Substantial evidence indicates that infants expect agents to move directly to their goals when no obstacles block their paths, but the representations that articulate this expectation and its robustness have not been characterized. Across three experiments (total N = 60), 6-month-old infants responded to a novel, curvilinear action trajectory on the basis of its efficiency, in accord with the expectation that an agent will move to its goal on the least costly path that the environment affords. Infants expected minimally costly action when presented with a novel constraint, and extended this expectation to agents who had previously acted inefficiently. Infants’ understanding of goal-directed action cannot be explained alone by sensitivity to specific features of agent's actions (e.g. agents tend to move on straight paths, along supporting surfaces, when facing their goals directly) or extrapolations of agents’ past actions to their future ones (e.g. if an agent took the shortest path to an object in the past, it will continue to do so in the future). Instead, infants’ reasoning about efficiency accords with the overhypothesis that agents minimize the cost of their actions.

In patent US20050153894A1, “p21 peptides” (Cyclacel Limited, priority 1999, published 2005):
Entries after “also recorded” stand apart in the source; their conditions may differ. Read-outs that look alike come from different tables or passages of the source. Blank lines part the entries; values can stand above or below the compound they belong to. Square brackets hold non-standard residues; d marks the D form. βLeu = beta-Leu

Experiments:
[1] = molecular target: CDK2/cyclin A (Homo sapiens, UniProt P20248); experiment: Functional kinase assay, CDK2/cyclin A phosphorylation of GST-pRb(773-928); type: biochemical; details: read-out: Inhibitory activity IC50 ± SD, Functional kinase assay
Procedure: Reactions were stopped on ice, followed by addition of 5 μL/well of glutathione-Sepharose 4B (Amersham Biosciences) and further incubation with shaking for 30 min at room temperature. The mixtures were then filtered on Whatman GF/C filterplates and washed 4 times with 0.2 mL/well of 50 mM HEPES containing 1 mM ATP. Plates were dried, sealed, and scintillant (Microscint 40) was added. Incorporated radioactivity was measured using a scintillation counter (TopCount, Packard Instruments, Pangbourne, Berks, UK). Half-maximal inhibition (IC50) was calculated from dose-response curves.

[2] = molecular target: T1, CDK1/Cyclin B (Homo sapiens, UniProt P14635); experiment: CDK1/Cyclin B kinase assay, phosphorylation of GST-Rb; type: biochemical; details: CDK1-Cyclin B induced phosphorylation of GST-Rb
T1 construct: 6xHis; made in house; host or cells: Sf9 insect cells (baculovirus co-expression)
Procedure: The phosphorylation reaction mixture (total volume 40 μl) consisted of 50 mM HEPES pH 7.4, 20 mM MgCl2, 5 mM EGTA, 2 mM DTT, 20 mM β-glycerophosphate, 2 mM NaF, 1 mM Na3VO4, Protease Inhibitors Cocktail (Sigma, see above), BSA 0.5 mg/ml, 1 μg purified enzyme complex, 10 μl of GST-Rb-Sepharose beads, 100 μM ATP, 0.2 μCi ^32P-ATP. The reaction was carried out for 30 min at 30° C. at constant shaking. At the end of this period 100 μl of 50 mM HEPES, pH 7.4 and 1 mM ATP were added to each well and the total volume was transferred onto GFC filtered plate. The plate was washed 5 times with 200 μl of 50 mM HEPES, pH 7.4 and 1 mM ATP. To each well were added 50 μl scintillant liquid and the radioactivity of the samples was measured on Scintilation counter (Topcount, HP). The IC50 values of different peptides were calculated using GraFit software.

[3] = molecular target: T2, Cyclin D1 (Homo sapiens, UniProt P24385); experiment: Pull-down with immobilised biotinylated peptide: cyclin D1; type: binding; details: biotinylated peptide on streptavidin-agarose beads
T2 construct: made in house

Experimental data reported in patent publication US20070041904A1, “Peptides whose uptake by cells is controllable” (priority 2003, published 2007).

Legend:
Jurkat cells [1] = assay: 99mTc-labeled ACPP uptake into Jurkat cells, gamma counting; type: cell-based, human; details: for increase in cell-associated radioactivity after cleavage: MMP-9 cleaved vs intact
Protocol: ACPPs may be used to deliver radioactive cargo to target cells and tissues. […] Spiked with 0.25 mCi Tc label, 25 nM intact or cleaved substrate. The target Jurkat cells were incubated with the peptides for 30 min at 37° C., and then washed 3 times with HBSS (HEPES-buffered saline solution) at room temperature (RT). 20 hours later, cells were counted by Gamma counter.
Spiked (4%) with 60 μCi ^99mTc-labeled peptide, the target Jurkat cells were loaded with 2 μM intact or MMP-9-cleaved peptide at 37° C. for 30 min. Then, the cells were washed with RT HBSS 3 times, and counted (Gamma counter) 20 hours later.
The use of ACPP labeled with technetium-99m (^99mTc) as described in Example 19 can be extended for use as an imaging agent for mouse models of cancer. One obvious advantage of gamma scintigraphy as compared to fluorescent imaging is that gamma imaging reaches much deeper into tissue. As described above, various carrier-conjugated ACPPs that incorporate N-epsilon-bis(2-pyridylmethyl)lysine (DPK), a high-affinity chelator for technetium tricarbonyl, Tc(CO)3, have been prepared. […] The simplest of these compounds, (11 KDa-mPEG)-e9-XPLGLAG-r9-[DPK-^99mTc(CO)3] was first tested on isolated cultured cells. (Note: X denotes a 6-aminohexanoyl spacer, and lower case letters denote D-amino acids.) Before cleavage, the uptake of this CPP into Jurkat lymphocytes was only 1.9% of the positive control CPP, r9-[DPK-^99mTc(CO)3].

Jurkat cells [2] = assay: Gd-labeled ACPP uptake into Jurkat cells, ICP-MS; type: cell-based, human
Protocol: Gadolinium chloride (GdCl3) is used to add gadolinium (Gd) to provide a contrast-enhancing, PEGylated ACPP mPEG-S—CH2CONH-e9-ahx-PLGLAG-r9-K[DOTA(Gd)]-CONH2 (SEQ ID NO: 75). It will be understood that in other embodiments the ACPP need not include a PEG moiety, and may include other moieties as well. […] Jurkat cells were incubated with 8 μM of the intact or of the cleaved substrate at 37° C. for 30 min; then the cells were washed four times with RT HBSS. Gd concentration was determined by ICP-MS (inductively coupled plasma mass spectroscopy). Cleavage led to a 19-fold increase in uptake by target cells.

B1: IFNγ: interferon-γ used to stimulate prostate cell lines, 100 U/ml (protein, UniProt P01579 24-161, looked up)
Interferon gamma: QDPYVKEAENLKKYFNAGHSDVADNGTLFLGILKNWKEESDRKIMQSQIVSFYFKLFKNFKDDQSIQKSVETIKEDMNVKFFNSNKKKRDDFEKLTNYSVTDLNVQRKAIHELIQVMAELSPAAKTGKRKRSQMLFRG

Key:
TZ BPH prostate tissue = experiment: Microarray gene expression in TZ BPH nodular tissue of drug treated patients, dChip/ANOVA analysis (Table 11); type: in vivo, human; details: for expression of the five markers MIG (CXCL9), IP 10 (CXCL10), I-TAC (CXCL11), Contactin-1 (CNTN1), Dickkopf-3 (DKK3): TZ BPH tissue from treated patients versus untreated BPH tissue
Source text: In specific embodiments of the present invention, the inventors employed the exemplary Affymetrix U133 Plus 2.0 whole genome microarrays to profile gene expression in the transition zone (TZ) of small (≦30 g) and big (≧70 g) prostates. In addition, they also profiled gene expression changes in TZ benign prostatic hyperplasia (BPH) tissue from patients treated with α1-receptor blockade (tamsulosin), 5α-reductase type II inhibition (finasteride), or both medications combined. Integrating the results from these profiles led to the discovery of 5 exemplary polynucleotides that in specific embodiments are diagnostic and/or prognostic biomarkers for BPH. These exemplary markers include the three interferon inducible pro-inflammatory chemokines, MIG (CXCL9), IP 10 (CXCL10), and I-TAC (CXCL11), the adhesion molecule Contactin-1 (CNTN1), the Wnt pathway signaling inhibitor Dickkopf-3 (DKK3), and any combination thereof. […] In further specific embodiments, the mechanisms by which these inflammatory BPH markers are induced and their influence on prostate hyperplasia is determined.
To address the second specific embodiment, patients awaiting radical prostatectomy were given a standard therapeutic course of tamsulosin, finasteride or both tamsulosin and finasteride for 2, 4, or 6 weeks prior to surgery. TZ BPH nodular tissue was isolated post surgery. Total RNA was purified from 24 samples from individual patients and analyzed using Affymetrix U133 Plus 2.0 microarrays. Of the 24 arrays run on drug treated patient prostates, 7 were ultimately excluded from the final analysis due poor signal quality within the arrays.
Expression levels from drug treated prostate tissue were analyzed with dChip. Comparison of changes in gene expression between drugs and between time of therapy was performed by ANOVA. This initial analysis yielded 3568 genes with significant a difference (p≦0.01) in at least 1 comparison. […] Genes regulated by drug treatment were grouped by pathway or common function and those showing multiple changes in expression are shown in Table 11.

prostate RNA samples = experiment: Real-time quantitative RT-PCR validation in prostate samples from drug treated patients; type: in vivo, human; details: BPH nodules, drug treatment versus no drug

Liu, S., & Spelke, E. S. (2017). Six-month-old infants expect agents to minimize the cost of their actions. Cognition, 160, 35–42. https://doi.org/10.1016/j.cognition.2016.12.007